Putin accuses west of seeking to destroy Russia and issues warning to ‘traitors’

Vladimir Putin says the west is trying to use Russian citizens to destabilise the country from within

<p>Russian President Vladimir Putin attends a meeting at the Kremlin in Moscow, 2 March 2022</p>

Russian President Vladimir Putin attends a meeting at the Kremlin in Moscow, 2 March 2022

Vladimir Putin has accused the west of trying to “violate” and “dismember” Russia and sent a warning to those within his country he labelled as traitors.

Addressing government ministers nearly three weeks into the war in Ukraine, the Russian president said what Moscow calls its “special military operation” was going to plan and that his country was ready to discuss neutral status for Ukraine.

Mr Putin then lashed out once more at western powers, saying that they wanted to turn Russia into a "weak dependent country; violate its territorial integrity; to dismember Russia in a way that suits them".

The Russian leader also lambasted citizens he referred to as “scum and traitors” and said the west wanted to use them as a “fifth column” to destroy Russia.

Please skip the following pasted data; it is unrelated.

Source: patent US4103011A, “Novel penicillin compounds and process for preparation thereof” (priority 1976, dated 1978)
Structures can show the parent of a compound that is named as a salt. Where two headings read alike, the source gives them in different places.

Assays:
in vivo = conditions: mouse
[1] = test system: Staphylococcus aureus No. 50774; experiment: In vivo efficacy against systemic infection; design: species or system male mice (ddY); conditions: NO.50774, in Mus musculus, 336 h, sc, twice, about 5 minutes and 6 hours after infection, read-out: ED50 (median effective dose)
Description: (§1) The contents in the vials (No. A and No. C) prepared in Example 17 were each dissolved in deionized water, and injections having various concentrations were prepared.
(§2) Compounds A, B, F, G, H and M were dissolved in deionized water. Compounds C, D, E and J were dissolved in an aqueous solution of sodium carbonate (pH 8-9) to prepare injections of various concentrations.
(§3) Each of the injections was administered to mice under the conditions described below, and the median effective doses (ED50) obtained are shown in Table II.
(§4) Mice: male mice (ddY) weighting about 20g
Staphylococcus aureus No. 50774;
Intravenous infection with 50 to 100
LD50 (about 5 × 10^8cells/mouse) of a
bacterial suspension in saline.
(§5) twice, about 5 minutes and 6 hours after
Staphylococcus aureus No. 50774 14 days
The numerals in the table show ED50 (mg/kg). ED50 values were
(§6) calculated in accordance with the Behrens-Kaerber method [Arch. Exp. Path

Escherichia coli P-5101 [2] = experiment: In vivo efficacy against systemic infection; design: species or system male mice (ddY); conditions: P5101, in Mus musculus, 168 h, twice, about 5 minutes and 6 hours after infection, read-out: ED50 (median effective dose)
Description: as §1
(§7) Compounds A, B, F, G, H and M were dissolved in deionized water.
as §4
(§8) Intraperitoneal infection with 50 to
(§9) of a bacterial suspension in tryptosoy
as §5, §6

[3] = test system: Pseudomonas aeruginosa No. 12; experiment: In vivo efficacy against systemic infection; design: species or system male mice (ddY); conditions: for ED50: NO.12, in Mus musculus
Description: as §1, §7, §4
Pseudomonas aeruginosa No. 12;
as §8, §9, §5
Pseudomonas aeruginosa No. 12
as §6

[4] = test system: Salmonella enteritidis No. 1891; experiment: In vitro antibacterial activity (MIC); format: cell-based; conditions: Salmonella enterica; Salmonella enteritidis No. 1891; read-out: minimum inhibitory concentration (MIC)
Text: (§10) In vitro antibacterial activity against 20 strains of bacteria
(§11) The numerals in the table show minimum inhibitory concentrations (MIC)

"Of course they (the west) will try to bet on the so-called fifth column, on traitors - on those who earn their money here, but live over there. Live, not in the geographical sense, but in the sense of their thoughts, their slavish thinking," Mr Putin said.

"The collective west wants to divide our society... to provoke civil confrontation in Russia and to use its fifth column to strive to achieve its aim. And there is one aim - the destruction of Russia," he said in a televised address.

Mr Putin was speaking at a government meeting to discuss economic support measures following an unprecedented wave of sanctions from the west over the invasion of Ukraine.

He made a rare acknowledgement of the sanctions’ severe impact - saying that inflation and unemployment would rise, and structural changes to the economy would be needed - but stressed that the country could weather the storm.

“The west doesn’t even bother to hide that their aim is to damage the entire Russian economy, every Russian," Mr Putin said.

This map shows the extent of Russia’s invasion of Ukraine

On the issue of proposed neutral status for Ukraine, Mr Putin said Russia was ready to discuss this in talks.

“The question of principle for our country and its future – the neutral status of Ukraine, its demilitarisation, and its denazification – we were ready and we are ready to discuss as part of negotiations.”

Ukraine says it is willing to negotiate to end the war but will not surrender or accept Russian ultimatums.

Mr Putin’s words come after Russia’s foreign minister Sergei Lavrov said neutral status for Ukraine was being “seriously discussed” and that specific wordings were “close to agreement”.

Ukrainian president Volodymyr Zelensky said on Tuesday that Ukraine should accept it will not become a member of the Nato security alliance.

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